You might therefore like us to check any previous claims that you have made. If you have made an error that has resulted in an underclaimed amount, you should contact HMRC to amend your claim. As you are increasing the amount of your claim HMRC will need to conduct additional checks.
The fifth (and final) SEISS grant will be available for the self-employed to claim towards the end of July.
The eligibility criteria remain broadly the same as the fourth grant. Self-employed profits in 2019/20 must not exceed £50,000 and must be more than 50% of your total income. If that test is not met, then the same £50,000 and 50% tests are applied to average profits and total income over the four fiscal years to 2019/20.
Self-employed traders need not have claimed grants under the previous scheme to qualify for the July payment and will be required to confirm that their business continues to be adversely affected by Covid-19. The amount that traders will be able to claim will depend on how much their turnover has reduced by. If the reduction is more than 30% the grant will be 80% of average profits capped at £7,500 but if less than 30% only 30% of average profits, capped at £2,850.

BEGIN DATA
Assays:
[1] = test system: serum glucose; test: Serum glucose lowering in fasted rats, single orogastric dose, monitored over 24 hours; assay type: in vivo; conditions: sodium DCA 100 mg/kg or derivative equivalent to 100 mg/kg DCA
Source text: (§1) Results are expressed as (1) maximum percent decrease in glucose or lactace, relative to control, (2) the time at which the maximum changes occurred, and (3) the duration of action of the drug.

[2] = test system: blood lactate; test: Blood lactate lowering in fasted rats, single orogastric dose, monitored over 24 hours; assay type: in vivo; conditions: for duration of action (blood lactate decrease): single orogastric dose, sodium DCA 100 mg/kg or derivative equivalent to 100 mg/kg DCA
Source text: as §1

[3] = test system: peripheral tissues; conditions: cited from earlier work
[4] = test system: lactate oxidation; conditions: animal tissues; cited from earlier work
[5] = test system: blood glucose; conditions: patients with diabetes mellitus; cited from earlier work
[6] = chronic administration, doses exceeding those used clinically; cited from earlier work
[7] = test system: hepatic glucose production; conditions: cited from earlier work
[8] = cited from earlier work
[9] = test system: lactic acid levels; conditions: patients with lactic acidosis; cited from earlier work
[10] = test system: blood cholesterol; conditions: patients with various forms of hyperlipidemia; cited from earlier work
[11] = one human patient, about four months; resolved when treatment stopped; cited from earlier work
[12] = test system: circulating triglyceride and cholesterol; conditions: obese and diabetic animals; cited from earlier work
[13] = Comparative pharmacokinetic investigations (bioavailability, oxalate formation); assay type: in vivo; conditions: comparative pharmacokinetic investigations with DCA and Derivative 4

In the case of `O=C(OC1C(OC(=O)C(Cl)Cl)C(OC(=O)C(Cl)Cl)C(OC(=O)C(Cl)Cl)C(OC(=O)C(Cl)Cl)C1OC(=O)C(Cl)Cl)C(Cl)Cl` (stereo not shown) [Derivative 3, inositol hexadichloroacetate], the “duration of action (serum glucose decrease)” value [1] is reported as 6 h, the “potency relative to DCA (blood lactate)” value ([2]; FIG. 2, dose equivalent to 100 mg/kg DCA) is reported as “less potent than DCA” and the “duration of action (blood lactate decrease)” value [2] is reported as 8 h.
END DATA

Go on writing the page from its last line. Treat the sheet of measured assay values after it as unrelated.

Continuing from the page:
We are still waiting for more details from HMRC on the basis for the turnover comparison.
As you are probably aware tax agents were not able to claim SEISS grants on their client’s behalf, and we do not currently have access to the amounts you have claimed.
If you are self-employed and have received any SEISS grants in 2020/21 can you please let us have details of the amounts received so that we can include the correct amounts in your return. The amounts received are taxable.